I’ve never been one for an evening down at the pub. When I was younger, I hated going out to meet friends there, for all it was a rite of passage and part of growing up. The smell of cigarette smoke, mixed with that of alcohol and under-ventilated space was the first downer, and then there was the problem that I didn’t – and still don’t – like beer. If weaker, to me it tastes of soap, and if stronger, of iron filings. What, really, was the point?
Over the last few years, pubs have had to re-invent themselves. Now that beer is cheap(ish) and cheerful at the supermarket, and now that people can relax at home in front of ever larger TV screens, fewer and fewer people want to dig themselves out of their cosy homes simply to go to their ‘local’ and have a drink with friends. So some offer Quiz Nights, or the chance to watch the Big Match on the Big Screen. Many many more have given up the unequal struggle and simply closed for ever.
Some though are doing well because they’ve chosen to offer good food, and those are the ones we like these days. The area we’ve chosen to live has more great pubs than seems entirely necessary. There are at least four within very easy reach. Get talking about matters of food when you’re out with your friends, and everyone will have yet another favourite haunt which they’ll insist you should try. What all these pubs have in common is cosiness. They’re warm and welcoming: muted colours and old oak furnishings, and often a slightly idiosyncratic lay-out which guarantees you a degree of privacy whilst also enabling you to people-watch . At this time of year, there’s sure to be a log fire flickering in the corner. Cheerful young staff will whisk you to a table as you arrive and summarise the ‘daily specials’. These pubs tend to have a limited range of dishes on offer, but that’s because the menu is designed round what’s available on the day, for that day.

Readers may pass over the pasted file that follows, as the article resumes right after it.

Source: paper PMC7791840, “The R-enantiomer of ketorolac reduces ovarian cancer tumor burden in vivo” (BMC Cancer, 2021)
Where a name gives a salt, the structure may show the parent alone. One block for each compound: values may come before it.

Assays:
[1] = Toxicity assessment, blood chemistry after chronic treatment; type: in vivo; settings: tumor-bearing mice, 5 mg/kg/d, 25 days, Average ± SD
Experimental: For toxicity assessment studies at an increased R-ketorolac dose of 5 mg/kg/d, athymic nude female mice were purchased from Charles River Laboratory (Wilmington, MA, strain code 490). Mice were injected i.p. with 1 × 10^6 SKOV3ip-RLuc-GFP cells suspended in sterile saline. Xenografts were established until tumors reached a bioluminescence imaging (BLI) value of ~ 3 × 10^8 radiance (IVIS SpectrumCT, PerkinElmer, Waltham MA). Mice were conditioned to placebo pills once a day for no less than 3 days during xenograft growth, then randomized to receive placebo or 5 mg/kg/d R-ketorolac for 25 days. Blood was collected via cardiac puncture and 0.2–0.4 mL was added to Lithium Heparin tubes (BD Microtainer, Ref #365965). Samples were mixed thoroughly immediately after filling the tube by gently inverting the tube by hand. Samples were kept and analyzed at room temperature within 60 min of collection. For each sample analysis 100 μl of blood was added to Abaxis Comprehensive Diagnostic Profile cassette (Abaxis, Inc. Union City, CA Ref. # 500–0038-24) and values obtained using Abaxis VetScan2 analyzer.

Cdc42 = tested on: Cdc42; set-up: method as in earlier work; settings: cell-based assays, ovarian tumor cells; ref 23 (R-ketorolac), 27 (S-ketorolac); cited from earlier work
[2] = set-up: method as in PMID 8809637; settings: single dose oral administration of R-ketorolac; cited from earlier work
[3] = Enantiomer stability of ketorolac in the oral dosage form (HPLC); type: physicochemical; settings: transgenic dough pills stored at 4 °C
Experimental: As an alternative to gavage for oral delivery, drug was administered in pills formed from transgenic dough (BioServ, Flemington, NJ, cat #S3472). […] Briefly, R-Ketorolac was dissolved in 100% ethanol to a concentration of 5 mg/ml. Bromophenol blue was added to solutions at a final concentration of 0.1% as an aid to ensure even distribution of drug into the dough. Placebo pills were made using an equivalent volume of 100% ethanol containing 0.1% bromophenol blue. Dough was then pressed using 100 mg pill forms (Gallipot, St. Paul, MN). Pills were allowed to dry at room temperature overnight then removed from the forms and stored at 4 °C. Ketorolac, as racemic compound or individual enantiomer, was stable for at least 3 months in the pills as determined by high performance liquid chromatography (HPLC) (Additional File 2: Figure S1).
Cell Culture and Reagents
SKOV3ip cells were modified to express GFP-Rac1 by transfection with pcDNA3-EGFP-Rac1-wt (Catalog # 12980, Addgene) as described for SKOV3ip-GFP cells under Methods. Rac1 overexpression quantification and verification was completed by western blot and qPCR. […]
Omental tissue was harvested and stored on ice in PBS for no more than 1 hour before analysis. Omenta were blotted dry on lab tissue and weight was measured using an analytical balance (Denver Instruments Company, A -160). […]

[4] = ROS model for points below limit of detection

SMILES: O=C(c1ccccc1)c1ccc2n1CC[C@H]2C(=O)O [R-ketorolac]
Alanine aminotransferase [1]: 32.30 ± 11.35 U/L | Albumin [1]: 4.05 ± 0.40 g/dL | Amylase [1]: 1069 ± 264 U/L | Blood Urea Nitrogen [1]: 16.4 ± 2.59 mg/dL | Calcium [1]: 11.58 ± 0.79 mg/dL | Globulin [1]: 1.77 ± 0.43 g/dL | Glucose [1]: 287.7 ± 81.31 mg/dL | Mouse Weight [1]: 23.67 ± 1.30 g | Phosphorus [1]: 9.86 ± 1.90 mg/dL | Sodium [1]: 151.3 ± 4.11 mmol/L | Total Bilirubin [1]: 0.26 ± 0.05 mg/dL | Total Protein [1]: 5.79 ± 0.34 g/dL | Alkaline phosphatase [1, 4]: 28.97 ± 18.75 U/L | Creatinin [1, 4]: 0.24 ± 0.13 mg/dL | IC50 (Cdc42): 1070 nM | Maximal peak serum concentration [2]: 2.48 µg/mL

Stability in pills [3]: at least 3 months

There’s beer to drink – of course there is, it’s a pub after all – but these days there’s a decent wine list too, although the mark-up’s way beyond what we got used to in France.
So we’ve traded treating ourselves to a ‘formule’ at some local French restaurant, sitting outside and relaxing under the welcome shade of a large umbrella in favour of a cosy hour or two over a meal in front of the fire in an English pub. And do you know – they both have their special charms.
Here we are today at the Freemasons Arms in Nosterfield. Not a bad way to spend a Sunday.